Perhaps the worst public health issue since the Black Plague, painfully little is being done to combat the spread of AIDS in Africa. Crucial anti-retroviral drugs are prohibitively expensive, and soft loans from the World Bank don't provide sufficient accelerated access. The fight requires international effort from public, private, and non-governmental organizations. Are they working together for the common good or passing the buck? We hear from a health researcher and journalist who have been followed the epidemic, Doctors Without Borders, a US drug industry trade representative and the acting head of the World Bank's African AIDS Campaign Team. (Sara Terry guest hosts.)
- Newsmaker: Serbs Convicted of Rape and Torture at War Crimes Tribunal - A UN tribunal has convicted three Bosnian Serbs for the rape and torture of Muslim women during the Bosnian war in the first international trial of wartime sexual enslavement. Mary Adele Greer, of the Coalition for International Justice, calls the landmark verdict a powerful weapon in the fight for women's rights and international law.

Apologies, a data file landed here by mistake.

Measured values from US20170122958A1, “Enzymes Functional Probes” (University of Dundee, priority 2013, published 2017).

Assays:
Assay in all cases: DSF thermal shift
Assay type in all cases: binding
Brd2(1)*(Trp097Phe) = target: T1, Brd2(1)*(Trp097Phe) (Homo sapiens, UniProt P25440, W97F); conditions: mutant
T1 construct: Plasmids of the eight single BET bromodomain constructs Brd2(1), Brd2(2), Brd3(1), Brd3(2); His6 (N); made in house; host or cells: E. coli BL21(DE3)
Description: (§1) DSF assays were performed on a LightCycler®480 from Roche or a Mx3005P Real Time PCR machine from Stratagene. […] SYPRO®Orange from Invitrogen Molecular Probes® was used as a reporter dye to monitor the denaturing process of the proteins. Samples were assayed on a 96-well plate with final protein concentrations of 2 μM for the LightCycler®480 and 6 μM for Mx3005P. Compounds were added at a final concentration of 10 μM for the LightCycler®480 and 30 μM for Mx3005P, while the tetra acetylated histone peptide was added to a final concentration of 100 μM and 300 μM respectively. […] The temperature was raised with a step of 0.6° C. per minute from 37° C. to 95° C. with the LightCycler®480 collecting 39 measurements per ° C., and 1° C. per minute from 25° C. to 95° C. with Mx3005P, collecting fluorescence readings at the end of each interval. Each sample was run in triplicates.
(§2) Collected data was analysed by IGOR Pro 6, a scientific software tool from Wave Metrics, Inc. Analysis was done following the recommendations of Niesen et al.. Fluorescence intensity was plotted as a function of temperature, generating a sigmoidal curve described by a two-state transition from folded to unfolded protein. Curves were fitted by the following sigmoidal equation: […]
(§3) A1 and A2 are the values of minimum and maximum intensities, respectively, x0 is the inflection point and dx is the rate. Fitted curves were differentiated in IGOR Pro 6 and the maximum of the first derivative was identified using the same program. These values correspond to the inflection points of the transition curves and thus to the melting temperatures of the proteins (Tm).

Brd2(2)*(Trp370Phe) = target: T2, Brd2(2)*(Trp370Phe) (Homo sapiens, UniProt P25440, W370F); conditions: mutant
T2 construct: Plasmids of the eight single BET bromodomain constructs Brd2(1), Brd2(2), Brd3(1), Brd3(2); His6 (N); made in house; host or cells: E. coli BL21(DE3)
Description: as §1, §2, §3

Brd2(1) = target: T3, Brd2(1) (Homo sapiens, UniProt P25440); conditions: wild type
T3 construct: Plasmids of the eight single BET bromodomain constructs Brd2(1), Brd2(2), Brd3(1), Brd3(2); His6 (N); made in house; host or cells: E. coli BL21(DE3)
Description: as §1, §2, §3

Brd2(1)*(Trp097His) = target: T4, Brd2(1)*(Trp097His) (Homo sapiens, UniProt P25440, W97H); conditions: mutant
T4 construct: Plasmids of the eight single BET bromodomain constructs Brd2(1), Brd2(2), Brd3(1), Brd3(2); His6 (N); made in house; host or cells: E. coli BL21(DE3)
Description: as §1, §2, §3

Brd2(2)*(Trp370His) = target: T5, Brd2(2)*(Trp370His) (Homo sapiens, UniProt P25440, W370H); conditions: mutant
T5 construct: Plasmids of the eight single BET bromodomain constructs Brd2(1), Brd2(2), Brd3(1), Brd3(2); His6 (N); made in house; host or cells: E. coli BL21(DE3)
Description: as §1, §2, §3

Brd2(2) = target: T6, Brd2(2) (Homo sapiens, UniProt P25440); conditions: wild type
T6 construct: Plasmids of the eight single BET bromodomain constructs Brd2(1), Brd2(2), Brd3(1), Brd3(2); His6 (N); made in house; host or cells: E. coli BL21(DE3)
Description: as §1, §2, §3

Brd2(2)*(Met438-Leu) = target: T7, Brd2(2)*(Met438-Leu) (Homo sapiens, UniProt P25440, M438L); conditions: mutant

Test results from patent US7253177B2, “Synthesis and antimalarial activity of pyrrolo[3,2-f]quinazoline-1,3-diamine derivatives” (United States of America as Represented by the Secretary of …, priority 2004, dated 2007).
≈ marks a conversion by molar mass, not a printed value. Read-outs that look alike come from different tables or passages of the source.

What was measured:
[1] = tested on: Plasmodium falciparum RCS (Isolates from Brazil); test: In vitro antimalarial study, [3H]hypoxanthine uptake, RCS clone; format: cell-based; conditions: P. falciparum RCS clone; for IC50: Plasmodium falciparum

- Newsmaker (local broadcast only): Update on Serbian War Crimes Rape Convictions - A UN judge has handed down convictions to three Bosnian Serbs for the rape and torture of Muslim women during the Bosnian War. Peggy Kuo prosecuted the case in which sixteen women testified despite their fear of retaliation and social repercussion. She interprets today's verdict as a promise that they will no longer suffer in silence.
- Reporter's Notebook: Clinton Continues to Dominate Headlines - A month after the inauguration, Bill Clinton is still stealing the spotlight. Howard Kurtz, of The Washington Post, says we've become addicted to the roller coaster melodrama of the Clinton Presidency. He's also wagering on Senator Hilliary Clinton's press conference to get more coverage than a less-than-scintillating George Bush.